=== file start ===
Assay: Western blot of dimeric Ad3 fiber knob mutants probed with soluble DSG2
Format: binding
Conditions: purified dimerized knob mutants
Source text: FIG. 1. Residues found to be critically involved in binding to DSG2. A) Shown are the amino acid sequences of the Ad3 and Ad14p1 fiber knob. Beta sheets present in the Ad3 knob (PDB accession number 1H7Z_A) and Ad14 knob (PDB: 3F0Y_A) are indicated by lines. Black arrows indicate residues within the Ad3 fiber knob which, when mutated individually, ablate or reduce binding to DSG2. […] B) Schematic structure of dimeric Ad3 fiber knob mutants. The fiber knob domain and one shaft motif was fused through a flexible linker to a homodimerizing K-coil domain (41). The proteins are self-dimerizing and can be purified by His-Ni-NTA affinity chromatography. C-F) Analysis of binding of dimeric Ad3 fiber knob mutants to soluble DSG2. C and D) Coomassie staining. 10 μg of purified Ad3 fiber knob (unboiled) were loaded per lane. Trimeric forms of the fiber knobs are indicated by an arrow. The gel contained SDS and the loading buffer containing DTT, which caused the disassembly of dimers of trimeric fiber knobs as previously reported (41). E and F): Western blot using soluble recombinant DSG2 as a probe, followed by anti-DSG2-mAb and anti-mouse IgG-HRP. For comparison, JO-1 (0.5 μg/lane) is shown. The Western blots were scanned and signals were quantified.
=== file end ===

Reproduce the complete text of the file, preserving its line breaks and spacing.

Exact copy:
Assay: Western blot of dimeric Ad3 fiber knob mutants probed with soluble DSG2
Format: binding
Conditions: purified dimerized knob mutants
Source text: FIG. 1. Residues found to be critically involved in binding to DSG2. A) Shown are the amino acid sequences of the Ad3 and Ad14p1 fiber knob. Beta sheets present in the Ad3 knob (PDB accession number 1H7Z_A) and Ad14 knob (PDB: 3F0Y_A) are indicated by lines. Black arrows indicate residues within the Ad3 fiber knob which, when mutated individually, ablate or reduce binding to DSG2. […] B) Schematic structure of dimeric Ad3 fiber knob mutants. The fiber knob domain and one shaft motif was fused through a flexible linker to a homodimerizing K-coil domain (41). The proteins are self-dimerizing and can be purified by His-Ni-NTA affinity chromatography. C-F) Analysis of binding of dimeric Ad3 fiber knob mutants to soluble DSG2. C and D) Coomassie staining. 10 μg of purified Ad3 fiber knob (unboiled) were loaded per lane. Trimeric forms of the fiber knobs are indicated by an arrow. The gel contained SDS and the loading buffer containing DTT, which caused the disassembly of dimers of trimeric fiber knobs as previously reported (41). E and F): Western blot using soluble recombinant DSG2 as a probe, followed by anti-DSG2-mAb and anti-mouse IgG-HRP. For comparison, JO-1 (0.5 μg/lane) is shown. The Western blots were scanned and signals were quantified.